Universitätsbibliothek HeidelbergUniversitätsbibliothek Heidelberg

Evans, Arthur J.
The Palace of Minos: a comparative account of the successive stages of the early Cretan civilization as illustred by the discoveries at Knossos (Band 4,2): Camp-stool Fresco, long-robed priests and beneficent genii [...] — London, 1935

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I 102. Discovery in the 'Initiatory Area' of Lapis-lazuli Cylinder


Minoan Cylinder from Knossos district.

Syriauizing influences via Cyprus and Cilicia; Syro-Hitlite Cylinders ■
Earlier traces of Oriental influence from Chaldaean side; Go back to
Sumeriau Age; Lapis-lazuli Cylinder from Palace site—its early charac-
teristics ; Cypro-Minoan Cylinders—example from Knossos district; The
'Naked Goddess' on Cylinders—derived from primitive 'Idols '; The Mother

Syrianiz- The Syriauizing religious costumes described in the two precedino-

ences via Sections, where they find such a full illustration in the ' Camp Stool Frescoes'

Cyprus anci ;n tile i011g j-Qbed priestly and royal personages of the seal-stones, are

Cilicia. to be largely accounted for by the Minoan plantations in Cyprus and on

the opposite Coastlands. The hold thus gained on the spacious North-

Eastern angle of the Mediterranean finds its sequel in the new importance of

the men of Keftiu in Egyptian monumental records from the closing" decades

of the Sixteenth Century B.C. onwards. Its reflection is also seen in the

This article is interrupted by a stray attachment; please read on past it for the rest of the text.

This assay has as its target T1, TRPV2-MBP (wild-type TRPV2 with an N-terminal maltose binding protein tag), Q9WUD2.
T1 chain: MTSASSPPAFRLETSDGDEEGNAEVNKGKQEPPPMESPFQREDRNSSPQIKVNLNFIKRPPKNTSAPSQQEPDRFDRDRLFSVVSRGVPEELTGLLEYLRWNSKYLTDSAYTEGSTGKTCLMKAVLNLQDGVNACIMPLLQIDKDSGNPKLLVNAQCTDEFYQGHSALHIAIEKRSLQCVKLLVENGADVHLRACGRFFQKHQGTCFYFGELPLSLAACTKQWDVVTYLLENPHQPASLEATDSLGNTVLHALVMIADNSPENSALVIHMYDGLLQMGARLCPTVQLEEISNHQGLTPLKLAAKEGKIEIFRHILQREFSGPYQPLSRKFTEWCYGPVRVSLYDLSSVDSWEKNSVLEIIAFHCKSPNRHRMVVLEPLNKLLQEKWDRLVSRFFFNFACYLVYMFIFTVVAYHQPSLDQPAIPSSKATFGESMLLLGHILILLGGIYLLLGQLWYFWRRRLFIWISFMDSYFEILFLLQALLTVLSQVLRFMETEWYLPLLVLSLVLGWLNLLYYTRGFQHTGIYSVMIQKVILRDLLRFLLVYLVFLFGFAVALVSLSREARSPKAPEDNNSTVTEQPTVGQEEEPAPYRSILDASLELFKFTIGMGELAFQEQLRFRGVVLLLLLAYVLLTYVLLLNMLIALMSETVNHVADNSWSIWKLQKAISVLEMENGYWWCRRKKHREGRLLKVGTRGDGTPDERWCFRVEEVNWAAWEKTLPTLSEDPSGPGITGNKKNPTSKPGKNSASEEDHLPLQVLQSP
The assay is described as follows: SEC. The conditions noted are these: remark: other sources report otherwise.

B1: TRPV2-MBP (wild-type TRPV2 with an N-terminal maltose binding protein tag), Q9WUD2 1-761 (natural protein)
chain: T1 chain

intrusion of various Cypriote and Syrian objects into Crete at this epoch.

The Syro-Egyptian alabaster vase in the form of a pregnant woman
found in the harbour town of Knossos, already described, is a good instance
of this.1 A certain interaction, moreover, is now perceptible between the seal-
types of Late Minoan Crete and glyptic and sphragistic works of the other
group. A special intimacy in the relations with the lands East of the
Mediterranean, such as is already noteworthy at the very beginning of the
Age of Palaces, now once more makes itself felt to an exceptional degree.
s)™." lust as in the clays of Hammurabi, we have evidence of the importa-


Cylinders, tion into the Island of Babylonian cylinders, so again at this epoch more
than one example belonging to the ' Syro-Hittite' class has been brought to
light within Crete itself and in Mainland Greece. A specimen of con-
siderable comparative value from the Knossos district is here given oeio
in Fig. 351.
Earlier But this invasion of Oriental forms was itself only a repetition, a

ofOrierital successive intervals of time, of a reaction that had already affected
influence insular culture from a very remote epoch. Its first evidences, indeed, 0
Chal- well beyond the Age of Hammurabi, and it has been already shown that s
side™ objects as the ceremonial axe-head of Mallia in the form of the foie-p

' }'. of M., ii, Pt. I, p. 255 seqq., and Fig. 150.